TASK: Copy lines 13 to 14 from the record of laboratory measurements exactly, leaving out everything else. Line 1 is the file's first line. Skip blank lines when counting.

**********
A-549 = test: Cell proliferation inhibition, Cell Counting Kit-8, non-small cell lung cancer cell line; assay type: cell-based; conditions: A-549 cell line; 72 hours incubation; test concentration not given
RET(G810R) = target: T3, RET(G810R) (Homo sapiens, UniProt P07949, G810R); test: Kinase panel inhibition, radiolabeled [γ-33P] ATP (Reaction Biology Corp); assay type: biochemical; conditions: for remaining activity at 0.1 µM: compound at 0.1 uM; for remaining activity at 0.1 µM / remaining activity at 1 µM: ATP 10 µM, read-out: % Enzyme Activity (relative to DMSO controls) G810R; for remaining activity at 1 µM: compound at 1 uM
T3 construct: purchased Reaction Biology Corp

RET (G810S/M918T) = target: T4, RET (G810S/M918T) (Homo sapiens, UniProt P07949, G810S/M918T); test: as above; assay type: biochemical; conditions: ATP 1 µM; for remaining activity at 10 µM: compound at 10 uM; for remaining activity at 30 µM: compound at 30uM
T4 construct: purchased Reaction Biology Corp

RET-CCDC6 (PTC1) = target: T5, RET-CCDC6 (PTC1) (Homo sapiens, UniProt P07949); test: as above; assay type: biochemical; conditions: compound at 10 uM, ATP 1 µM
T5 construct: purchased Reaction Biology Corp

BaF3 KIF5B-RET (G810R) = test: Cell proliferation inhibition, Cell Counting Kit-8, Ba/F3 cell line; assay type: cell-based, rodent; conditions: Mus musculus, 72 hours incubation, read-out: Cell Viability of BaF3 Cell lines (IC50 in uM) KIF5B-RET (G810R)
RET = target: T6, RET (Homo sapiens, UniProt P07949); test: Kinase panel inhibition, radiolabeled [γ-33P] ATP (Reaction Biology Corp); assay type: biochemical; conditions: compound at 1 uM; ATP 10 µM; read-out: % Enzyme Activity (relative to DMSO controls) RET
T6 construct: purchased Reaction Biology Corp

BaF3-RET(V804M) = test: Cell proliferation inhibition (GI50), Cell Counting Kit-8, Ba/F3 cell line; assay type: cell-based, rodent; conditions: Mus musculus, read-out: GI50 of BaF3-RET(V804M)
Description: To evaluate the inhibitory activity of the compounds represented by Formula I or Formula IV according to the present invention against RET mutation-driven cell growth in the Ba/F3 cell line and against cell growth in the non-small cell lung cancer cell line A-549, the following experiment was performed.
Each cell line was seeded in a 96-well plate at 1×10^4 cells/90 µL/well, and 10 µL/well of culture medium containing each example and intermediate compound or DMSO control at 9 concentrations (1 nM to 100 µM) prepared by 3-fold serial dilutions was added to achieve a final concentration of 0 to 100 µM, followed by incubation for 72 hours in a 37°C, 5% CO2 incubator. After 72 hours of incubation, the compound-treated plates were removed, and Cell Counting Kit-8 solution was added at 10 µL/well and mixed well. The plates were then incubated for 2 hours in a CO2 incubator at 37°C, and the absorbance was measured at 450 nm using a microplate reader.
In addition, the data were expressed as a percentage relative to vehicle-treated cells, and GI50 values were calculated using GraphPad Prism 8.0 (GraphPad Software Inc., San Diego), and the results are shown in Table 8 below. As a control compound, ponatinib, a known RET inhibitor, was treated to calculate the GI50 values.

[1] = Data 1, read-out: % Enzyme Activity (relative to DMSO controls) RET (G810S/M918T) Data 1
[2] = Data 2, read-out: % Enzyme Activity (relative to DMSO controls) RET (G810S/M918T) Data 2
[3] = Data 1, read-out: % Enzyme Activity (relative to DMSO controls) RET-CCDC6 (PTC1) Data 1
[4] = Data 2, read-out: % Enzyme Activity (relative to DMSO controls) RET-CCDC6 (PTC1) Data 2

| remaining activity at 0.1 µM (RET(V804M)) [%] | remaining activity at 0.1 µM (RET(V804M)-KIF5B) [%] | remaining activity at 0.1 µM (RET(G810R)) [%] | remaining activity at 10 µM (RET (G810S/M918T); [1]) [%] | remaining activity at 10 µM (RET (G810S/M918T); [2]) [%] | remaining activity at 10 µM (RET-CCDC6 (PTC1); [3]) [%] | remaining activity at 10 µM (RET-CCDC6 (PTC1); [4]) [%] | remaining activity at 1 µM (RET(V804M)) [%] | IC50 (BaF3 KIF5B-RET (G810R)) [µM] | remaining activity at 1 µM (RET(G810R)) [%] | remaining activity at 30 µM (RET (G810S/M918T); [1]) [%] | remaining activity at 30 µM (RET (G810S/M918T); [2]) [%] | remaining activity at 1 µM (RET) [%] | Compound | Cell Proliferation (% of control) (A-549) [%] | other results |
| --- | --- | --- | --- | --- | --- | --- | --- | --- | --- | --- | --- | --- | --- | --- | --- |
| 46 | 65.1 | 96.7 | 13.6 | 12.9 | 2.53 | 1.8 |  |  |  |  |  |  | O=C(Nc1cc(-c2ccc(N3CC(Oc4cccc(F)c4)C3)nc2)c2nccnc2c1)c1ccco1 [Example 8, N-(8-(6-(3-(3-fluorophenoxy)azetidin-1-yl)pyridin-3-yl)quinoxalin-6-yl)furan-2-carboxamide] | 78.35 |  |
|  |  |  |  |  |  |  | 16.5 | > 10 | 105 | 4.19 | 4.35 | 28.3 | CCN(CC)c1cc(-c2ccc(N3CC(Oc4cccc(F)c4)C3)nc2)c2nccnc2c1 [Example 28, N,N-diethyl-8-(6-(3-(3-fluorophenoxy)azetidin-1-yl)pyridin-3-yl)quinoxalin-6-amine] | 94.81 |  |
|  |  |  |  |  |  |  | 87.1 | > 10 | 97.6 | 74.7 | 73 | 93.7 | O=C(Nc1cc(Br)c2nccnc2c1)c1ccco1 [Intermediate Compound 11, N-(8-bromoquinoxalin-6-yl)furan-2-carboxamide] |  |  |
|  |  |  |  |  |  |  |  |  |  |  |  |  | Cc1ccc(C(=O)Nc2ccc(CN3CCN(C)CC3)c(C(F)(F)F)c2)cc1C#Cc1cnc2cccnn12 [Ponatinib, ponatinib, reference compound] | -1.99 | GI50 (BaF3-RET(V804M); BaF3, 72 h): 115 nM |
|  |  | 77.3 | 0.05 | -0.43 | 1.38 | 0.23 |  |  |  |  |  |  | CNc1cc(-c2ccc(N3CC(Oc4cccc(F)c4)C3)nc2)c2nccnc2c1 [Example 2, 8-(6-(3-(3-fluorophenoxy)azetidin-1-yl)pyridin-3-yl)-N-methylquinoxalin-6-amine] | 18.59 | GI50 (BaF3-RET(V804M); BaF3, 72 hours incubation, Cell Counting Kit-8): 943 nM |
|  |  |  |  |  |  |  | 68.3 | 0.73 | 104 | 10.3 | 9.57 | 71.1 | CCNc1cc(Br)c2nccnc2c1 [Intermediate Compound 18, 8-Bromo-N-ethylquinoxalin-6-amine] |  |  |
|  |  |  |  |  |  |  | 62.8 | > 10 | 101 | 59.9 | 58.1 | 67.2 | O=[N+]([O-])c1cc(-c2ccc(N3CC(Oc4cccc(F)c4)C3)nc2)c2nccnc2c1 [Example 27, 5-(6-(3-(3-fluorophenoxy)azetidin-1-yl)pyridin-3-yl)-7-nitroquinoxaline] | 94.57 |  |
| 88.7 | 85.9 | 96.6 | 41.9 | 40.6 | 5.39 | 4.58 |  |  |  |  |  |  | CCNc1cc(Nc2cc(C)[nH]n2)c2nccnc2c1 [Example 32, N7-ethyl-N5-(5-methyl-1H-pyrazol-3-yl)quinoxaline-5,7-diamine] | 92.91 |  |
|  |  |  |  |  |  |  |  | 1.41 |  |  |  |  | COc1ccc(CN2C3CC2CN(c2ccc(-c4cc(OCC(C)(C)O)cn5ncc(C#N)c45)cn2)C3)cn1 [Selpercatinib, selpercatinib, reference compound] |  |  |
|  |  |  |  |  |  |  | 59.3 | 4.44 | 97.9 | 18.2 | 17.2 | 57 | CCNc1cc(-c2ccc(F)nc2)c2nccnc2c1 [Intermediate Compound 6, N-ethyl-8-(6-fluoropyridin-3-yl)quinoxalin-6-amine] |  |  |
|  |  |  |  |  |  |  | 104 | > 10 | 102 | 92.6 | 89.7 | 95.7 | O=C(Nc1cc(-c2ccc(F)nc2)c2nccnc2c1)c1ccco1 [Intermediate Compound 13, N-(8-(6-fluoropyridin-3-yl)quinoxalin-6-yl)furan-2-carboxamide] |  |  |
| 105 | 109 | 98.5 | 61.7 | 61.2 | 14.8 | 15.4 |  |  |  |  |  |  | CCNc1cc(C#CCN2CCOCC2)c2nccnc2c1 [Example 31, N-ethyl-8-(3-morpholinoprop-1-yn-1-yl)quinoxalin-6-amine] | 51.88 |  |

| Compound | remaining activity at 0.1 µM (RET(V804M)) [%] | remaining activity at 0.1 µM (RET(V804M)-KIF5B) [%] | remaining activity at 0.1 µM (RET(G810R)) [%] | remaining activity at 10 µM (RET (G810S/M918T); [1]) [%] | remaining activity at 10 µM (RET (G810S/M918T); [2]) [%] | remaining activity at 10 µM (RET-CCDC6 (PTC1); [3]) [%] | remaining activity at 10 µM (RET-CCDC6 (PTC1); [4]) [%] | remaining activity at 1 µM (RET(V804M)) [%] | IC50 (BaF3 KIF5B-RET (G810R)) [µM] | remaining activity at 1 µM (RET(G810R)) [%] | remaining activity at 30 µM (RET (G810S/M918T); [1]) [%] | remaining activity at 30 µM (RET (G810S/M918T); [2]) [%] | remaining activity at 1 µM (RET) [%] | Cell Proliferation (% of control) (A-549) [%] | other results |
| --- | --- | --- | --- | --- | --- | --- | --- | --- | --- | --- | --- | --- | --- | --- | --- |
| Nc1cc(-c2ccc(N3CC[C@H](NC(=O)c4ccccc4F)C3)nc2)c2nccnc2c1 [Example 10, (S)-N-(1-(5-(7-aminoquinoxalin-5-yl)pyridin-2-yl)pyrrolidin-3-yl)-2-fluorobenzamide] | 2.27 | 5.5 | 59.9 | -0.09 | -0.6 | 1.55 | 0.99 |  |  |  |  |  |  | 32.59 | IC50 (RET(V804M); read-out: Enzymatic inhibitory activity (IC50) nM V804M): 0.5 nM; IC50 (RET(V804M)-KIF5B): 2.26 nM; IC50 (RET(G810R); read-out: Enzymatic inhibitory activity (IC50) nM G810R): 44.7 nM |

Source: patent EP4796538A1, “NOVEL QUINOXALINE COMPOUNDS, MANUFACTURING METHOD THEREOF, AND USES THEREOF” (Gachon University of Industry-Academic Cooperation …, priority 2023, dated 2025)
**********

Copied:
Each cell line was seeded in a 96-well plate at 1×10^4 cells/90 µL/well, and 10 µL/well of culture medium containing each example and intermediate compound or DMSO control at 9 concentrations (1 nM to 100 µM) prepared by 3-fold serial dilutions was added to achieve a final concentration of 0 to 100 µM, followed by incubation for 72 hours in a 37°C, 5% CO2 incubator. After 72 hours of incubation, the compound-treated plates were removed, and Cell Counting Kit-8 solution was added at 10 µL/well and mixed well. The plates were then incubated for 2 hours in a CO2 incubator at 37°C, and the absorbance was measured at 450 nm using a microplate reader.
In addition, the data were expressed as a percentage relative to vehicle-treated cells, and GI50 values were calculated using GraphPad Prism 8.0 (GraphPad Software Inc., San Diego), and the results are shown in Table 8 below. As a control compound, ponatinib, a known RET inhibitor, was treated to calculate the GI50 values.